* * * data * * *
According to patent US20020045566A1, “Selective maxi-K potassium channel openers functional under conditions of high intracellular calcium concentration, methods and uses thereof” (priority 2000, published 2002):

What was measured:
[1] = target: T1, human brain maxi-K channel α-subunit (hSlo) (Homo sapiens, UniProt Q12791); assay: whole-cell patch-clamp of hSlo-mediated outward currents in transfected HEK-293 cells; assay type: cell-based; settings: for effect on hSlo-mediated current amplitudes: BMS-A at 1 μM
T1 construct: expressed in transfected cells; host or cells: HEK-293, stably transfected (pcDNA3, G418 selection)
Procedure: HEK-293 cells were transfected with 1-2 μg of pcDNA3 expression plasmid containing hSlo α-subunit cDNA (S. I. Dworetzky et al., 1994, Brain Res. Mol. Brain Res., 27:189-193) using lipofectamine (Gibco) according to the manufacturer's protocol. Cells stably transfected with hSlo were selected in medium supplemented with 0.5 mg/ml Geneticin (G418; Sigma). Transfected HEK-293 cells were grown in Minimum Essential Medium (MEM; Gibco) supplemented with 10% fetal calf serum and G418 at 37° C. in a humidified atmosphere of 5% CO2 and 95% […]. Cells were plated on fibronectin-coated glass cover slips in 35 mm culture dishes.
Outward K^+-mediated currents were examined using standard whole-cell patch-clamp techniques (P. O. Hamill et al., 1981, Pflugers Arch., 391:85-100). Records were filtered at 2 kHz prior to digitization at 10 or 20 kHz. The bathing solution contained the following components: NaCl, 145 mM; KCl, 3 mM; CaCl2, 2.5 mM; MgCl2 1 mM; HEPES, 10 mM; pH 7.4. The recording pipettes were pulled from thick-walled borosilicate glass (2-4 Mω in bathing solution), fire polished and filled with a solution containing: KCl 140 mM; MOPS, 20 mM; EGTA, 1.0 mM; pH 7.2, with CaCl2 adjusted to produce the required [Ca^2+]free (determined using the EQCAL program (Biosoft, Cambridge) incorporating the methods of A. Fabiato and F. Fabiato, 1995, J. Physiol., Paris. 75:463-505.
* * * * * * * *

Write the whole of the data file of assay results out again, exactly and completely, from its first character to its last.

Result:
According to patent US20020045566A1, “Selective maxi-K potassium channel openers functional under conditions of high intracellular calcium concentration, methods and uses thereof” (priority 2000, published 2002):

What was measured:
[1] = target: T1, human brain maxi-K channel α-subunit (hSlo) (Homo sapiens, UniProt Q12791); assay: whole-cell patch-clamp of hSlo-mediated outward currents in transfected HEK-293 cells; assay type: cell-based; settings: for effect on hSlo-mediated current amplitudes: BMS-A at 1 μM
T1 construct: expressed in transfected cells; host or cells: HEK-293, stably transfected (pcDNA3, G418 selection)
Procedure: HEK-293 cells were transfected with 1-2 μg of pcDNA3 expression plasmid containing hSlo α-subunit cDNA (S. I. Dworetzky et al., 1994, Brain Res. Mol. Brain Res., 27:189-193) using lipofectamine (Gibco) according to the manufacturer's protocol. Cells stably transfected with hSlo were selected in medium supplemented with 0.5 mg/ml Geneticin (G418; Sigma). Transfected HEK-293 cells were grown in Minimum Essential Medium (MEM; Gibco) supplemented with 10% fetal calf serum and G418 at 37° C. in a humidified atmosphere of 5% CO2 and 95% […]. Cells were plated on fibronectin-coated glass cover slips in 35 mm culture dishes.
Outward K^+-mediated currents were examined using standard whole-cell patch-clamp techniques (P. O. Hamill et al., 1981, Pflugers Arch., 391:85-100). Records were filtered at 2 kHz prior to digitization at 10 or 20 kHz. The bathing solution contained the following components: NaCl, 145 mM; KCl, 3 mM; CaCl2, 2.5 mM; MgCl2 1 mM; HEPES, 10 mM; pH 7.4. The recording pipettes were pulled from thick-walled borosilicate glass (2-4 Mω in bathing solution), fire polished and filled with a solution containing: KCl 140 mM; MOPS, 20 mM; EGTA, 1.0 mM; pH 7.2, with CaCl2 adjusted to produce the required [Ca^2+]free (determined using the EQCAL program (Biosoft, Cambridge) incorporating the methods of A. Fabiato and F. Fabiato, 1995, J. Physiol., Paris. 75:463-505.